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Homework Help: Prove the work done by F is zero for a curve on a sphere

  1. Feb 3, 2010 #1
    1. The problem statement, all variables and given/known data
    Prove that if an object moves along any smooth simple curve C that lies on the sphere [tex]x^2 + y^2 + z^2 = a^2[/tex] in the force field [tex]F(x,y,z) = f(x,y,z)(xi + yj +zk)[/tex] where [tex]f[/tex] is a continuous function, then the work done by [tex]F[/tex] is zero.


    2. Relevant equations

    3. The attempt at a solution

    I tried to show the curl of F was zero but realized that since f can be anything it'd be impossible to show that the curl was zero, atleast i think so :confused:. Not really sure how else to approach this problem. Looking for a hint in the right direction.
     
  2. jcsd
  3. Feb 3, 2010 #2
    Off the top of my head i'd say to do it in generality you'd be looking at something like Greens theorem or Stokes theorem (one of them deals with conservative fields can't remember which)
     
  4. Feb 3, 2010 #3
    We've yet to learn Stokes Theorem, though we have learned Green's theorem. But I don't see how Green's theorem would apply here as it is just a specific case of Stokes Theorem for two dimension (correct?).
     
  5. Feb 3, 2010 #4

    LCKurtz

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    At a point on the surface of the sphere, think about what direction your force field points.
     
  6. Feb 3, 2010 #5
    Doesn't that depend on the function f(x,y,z) ? since the force field will change depending on what that function is.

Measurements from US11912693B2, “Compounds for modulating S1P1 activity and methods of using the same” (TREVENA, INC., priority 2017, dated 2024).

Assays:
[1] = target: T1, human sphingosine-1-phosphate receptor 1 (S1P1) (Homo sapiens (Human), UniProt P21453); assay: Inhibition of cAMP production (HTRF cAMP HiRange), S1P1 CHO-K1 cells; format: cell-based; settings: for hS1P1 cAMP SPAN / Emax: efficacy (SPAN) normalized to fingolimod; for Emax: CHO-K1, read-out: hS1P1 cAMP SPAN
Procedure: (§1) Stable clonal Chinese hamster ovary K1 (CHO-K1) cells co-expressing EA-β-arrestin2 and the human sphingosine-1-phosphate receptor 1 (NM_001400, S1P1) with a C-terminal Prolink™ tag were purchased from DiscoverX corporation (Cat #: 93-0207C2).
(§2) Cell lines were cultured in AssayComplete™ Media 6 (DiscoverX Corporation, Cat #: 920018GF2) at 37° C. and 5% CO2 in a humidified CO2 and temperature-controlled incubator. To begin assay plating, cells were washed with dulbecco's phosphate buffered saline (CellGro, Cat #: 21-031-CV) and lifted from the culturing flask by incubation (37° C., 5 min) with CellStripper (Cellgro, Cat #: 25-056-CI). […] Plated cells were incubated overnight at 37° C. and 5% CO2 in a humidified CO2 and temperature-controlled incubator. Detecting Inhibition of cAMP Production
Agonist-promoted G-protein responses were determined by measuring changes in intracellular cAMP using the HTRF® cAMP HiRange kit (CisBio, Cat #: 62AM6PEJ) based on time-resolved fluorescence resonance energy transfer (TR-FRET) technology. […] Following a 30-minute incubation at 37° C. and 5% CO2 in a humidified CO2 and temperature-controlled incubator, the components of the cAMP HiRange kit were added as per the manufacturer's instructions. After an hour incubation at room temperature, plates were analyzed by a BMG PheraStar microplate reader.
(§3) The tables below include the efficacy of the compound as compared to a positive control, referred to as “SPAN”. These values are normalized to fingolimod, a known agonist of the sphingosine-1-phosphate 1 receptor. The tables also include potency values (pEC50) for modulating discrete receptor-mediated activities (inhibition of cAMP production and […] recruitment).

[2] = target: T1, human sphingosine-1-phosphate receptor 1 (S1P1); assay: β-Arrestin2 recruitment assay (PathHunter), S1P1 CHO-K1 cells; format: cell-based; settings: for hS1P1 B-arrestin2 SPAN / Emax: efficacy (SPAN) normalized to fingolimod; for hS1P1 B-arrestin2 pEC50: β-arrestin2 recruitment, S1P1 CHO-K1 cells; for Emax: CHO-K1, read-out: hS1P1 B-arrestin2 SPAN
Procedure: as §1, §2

7. Feb 3, 2010 #6

    LCKurtz

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    f(x,y,z) is a scalar. The direction is going to be parallel to the vector, so...
     
  8. Feb 3, 2010 #7
    At any point the force would be the vector (f(x,y,z)x , f(x,y,z)y, f(x,y,z)z). Hmm the light bulb still hasn't gone on :(
     
  9. Feb 3, 2010 #8

    LCKurtz

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    If f was constant what direction would your force field be? Remember f can only change the length of the vector or reverse its direction.
     
  10. Feb 3, 2010 #9
    The force would be going straight outwards, wouldn't it? with the length modified by f(x,y,z). which would mean it was perpendicular to the curve right?
     
  11. Feb 3, 2010 #10

    LCKurtz

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    Bingo! Well, almost bingo. It might be pointed inward if f was negative at a point. All the scalar f can do is vary the length but the force must always point inward or outward. Now think about what direction you are moving along your surface curve in comparison to the force.
     
  12. Feb 3, 2010 #11
    Well if the force is perpendicular at one point on the surface curve, and the surface is sphere wouldn't the force always be perpendicular to the curve regardless of which curve is chosen.
     
  13. Feb 3, 2010 #12

    LCKurtz

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    Aahhyup! So?
     
  14. Feb 3, 2010 #13
    Well the work done by F would be zero then since it doesn't effect the "particle" when moving from point a on the curve to point b.

    I now understand it intuitively. Thank you :) How would i go about proving this though. Would i need to parametrize a curve along the sphere and show that it is perpendicular to the force vector?
     
  15. Feb 3, 2010 #14

    LCKurtz

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    Aye, there's the rub. The pesky equations. What you have is a curve on the sphere:

    [tex]\vec R(t) = \langle x(t),y(t),z(t)\rangle[/tex]

    with

    [tex]|\vec R(t)| = 1[/tex]

    and a force that can be written as

    [tex]\vec F = f(\vec R)\vec R[/itex]

    And you need to show

    [tex]W = \int_C \vec F \cdot d\vec R = 0[/tex]

    I'm going leave you to think about that now. Express it in terms of t and see if you can figure out how to get that = 0. You obviously need to use

    [tex]|\vec R(t)| = 1[/tex]

    somehow in your argument, eh? Good luck. Sack time here.
     
  16. Feb 3, 2010 #15
    Thanks for the help. Good night :)
     
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